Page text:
The Nightside Codex edited by Justin A Burnett

Originally published on Ginger Nuts of Horror

The Nightside Codex is a themed anthology of stories about unwritten works: books, documents, musical scores, theories, mystical glyphs, tattered autograph books and the like. Think ‘The King in Yellow’ type stories. Now, I might be somewhat set in my ways, but experience has taught me that getting writers to write about writing is akin putting your grandmother in a barrel and pushing her over Niagara Falls: it seldom ends well!

While there’s a world of inventive ways to address such a theme, often when writers write about writing the result is somewhat introspective. All writers – no matter how relaxed they might seem about their work – are prone to introspection when the subject arises, and keeping that out of the stories can be a challenge.

It’s fair to say that a fair few of the stories in The Nightside Codex carry a degree of introspective narrative, and as interesting as it might be, it often doesn’t drive the tension needed for a suspenseful tale. Well, it doesn’t for me. A fair few of the stories have a lengthy build-up, promising some great secret to be revealed which will leave the reader reeling, but when the climax arrives, the pay-off isn’t worth the investment.

The shame of this is all the stories are well written, and all do promise something will be revealed. There was only one story in the collection which didn’t hook me in. However, when dealing with mythical texts, it’s difficult to have a grandstand ending because it would need to convey the enormous power which has been attributed to the imagined work.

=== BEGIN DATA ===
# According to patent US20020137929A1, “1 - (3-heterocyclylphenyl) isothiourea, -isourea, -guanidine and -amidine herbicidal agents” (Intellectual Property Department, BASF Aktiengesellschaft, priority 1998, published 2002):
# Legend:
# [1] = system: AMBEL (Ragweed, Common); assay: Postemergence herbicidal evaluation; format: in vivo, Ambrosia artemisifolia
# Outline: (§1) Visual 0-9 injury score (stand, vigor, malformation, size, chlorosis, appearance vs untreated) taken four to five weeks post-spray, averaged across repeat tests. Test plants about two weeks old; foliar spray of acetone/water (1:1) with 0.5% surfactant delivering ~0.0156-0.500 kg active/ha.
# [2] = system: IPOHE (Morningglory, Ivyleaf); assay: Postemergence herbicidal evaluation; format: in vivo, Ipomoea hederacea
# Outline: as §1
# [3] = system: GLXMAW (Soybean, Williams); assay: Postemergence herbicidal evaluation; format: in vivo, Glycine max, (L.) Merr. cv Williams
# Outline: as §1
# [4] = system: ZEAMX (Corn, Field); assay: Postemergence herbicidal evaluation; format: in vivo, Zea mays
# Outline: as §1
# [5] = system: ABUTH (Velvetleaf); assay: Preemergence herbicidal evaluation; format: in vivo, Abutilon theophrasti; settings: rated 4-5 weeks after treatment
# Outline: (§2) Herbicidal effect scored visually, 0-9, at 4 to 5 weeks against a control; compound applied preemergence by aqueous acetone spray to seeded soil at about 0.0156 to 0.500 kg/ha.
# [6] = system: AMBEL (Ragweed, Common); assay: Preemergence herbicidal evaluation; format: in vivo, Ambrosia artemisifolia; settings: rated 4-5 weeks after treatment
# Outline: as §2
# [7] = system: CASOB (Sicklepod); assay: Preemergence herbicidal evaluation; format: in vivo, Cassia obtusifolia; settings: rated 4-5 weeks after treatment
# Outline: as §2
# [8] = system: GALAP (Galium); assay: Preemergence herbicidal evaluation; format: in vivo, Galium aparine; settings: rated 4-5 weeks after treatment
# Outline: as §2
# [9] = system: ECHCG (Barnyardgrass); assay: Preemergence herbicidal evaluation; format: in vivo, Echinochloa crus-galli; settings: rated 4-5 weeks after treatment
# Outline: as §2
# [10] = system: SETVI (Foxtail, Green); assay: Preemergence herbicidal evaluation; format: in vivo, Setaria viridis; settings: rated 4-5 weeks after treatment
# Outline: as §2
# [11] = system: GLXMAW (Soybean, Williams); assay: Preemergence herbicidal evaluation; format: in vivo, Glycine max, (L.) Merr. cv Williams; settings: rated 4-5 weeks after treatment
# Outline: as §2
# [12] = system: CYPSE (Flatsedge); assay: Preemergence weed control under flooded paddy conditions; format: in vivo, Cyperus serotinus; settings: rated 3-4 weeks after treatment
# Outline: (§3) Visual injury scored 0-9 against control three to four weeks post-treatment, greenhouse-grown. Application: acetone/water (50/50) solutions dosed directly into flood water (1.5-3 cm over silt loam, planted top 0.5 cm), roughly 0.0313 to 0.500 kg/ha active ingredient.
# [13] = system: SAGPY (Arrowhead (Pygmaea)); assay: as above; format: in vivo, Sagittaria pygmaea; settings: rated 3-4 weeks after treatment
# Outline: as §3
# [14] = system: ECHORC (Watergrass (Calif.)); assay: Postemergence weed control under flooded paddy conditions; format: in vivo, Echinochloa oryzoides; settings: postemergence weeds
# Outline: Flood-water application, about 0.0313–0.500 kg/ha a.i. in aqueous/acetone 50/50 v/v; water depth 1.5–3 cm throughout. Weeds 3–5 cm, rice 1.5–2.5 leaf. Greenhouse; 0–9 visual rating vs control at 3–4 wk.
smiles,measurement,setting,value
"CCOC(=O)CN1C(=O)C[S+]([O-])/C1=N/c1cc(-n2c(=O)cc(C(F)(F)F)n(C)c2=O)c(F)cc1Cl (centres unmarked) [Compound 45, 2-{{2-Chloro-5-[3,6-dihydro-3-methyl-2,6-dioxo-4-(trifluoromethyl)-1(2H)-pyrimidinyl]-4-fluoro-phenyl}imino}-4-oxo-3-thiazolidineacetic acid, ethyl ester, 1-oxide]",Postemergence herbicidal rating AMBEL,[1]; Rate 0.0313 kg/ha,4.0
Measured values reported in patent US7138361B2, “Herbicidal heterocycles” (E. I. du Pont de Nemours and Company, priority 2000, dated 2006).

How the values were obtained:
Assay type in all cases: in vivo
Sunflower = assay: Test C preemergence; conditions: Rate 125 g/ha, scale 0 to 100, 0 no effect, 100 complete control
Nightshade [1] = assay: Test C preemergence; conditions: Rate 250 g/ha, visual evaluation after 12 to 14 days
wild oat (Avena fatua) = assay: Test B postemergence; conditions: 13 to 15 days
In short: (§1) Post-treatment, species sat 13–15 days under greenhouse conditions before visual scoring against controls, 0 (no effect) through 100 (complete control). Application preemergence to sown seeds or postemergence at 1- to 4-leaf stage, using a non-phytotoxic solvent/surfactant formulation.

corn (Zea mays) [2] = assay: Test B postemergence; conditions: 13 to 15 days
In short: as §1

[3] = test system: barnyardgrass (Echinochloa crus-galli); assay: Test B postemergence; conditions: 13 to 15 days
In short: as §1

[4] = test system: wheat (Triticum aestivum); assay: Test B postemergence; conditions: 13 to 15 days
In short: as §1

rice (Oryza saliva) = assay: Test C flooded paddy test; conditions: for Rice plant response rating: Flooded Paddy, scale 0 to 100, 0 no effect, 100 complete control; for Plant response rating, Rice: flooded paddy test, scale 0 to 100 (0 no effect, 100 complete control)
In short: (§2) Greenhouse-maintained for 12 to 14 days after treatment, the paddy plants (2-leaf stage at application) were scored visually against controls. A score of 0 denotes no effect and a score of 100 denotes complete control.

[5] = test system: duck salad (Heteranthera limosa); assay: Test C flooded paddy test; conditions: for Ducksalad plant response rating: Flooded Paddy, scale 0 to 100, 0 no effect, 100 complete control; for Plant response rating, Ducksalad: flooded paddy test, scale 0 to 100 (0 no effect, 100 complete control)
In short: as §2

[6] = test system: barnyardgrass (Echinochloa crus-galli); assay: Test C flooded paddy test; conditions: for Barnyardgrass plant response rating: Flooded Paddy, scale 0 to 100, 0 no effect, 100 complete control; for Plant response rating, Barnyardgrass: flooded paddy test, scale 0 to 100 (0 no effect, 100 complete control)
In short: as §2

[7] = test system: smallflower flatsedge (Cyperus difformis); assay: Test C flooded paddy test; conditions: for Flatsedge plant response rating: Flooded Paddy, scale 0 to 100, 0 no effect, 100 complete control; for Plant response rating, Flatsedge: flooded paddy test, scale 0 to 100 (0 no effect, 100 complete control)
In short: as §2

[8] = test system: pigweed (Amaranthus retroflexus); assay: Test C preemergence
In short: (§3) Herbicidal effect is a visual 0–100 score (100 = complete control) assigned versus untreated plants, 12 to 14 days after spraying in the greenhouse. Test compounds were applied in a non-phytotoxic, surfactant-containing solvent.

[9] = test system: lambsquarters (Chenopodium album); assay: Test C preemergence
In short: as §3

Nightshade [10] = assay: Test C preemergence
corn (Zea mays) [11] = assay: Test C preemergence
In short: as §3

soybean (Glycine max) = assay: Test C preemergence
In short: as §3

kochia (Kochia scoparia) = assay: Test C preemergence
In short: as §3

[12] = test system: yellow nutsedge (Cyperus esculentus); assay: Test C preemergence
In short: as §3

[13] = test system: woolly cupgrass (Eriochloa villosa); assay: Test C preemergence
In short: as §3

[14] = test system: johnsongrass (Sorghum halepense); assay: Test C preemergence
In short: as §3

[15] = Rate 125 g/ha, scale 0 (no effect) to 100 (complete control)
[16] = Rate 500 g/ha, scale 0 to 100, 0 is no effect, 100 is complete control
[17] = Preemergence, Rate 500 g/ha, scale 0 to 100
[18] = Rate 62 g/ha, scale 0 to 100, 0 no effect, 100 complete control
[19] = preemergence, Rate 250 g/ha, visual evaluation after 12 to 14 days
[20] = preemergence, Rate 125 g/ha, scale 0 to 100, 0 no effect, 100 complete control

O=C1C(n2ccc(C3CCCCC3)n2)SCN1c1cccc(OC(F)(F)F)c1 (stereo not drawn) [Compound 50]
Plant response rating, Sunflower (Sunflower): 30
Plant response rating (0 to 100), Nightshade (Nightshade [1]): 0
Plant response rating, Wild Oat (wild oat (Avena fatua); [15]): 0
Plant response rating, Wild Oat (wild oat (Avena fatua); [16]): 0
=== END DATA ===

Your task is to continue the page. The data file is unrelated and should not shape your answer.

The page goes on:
If, for example, the story is based on a piece of writing which drives people insane or pushes them to strange and unusual deaths, then any revelation of the work needs to have that power. If it doesn’t, the story fails. Most writers know this, so the result is a number of stories based upon the power of a book, musical score or fabled communication, but to avoid the inevitable anti-climax the story too often veers off at the last moment, which leaves the reader feeling short-changed.

Too often in the Nightside Codex, the stories promise a mystery, create a need to understand the content of the specific text, shroud events in mystery and uncertainty, and then deliver a subtle and vague ending. That isn’t to say subtle and vague endings don’t work. I like the odd one sprinkled in a collection, but because the vast majority of tales ended without resolution, I found myself craving some action, an explosive ending, an orgy of violence or destruction. I would even have swallowed a happy-ever-after (and I hate happy-ever-after in all its forms). I just wanted a conclusion.

However, The Nightside Codex does include a couple of stories that really work. My personal favourite was Tongue-Tied by Devora Gray. To start out, it feels fragmented, but the various elements dovetail together to build a story which is compelling, tense, mysterious and entertaining. The subtle twist is unexpected, and left me with a thirst for more of Gray’s works.

Vanity by Austin James also sidesteps introspection, delivering a short but well-crafted tale of rejection, absence, revelation and vanity … of sorts. It sits at the back end of the collection, which means some who find the subtlety of the anthology too much might never find it, but it deserves to be sought out!

The Past is a Foreign Country by Alistair Rey is another which worked well. A mysterious musical score is the centrepiece of this tale, which has an unsettling undertone of dread throughout the tale. I spent a fair amount of time after reading the story trying to imagine how the composition sounded.

Rhys Hughes’ Between the Circles is another interesting read, and while it has a somewhat lacklustre ending, it stands well without the last part. Based on The Divine Comedy, it considers the story of a swindler determined to beat Dante’s circles of Hell.

The Nightside Codex isn’t an anthology that cries out to devoured, one story after another. For my taste, it was a little too dry and whimsical for that. It is best picked over, taking on one story at a time, before dipping into something with a touch more humour, pace and action. Then, when you’re in the mood for a bit more introspection, tackle another story. As a selection of more atmospheric samples, it could find a place in the libraries of many.

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